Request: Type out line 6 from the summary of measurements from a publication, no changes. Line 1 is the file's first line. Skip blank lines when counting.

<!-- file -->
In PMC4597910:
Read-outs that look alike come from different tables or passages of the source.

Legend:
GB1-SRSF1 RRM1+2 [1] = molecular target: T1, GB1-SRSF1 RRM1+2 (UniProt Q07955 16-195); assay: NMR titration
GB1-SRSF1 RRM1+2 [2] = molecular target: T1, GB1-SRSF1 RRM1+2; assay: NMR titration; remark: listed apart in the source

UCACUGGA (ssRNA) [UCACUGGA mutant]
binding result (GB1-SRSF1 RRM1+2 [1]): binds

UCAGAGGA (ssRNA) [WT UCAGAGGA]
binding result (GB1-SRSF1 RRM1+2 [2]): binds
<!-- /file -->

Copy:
UCACUGGA (ssRNA) [UCACUGGA mutant]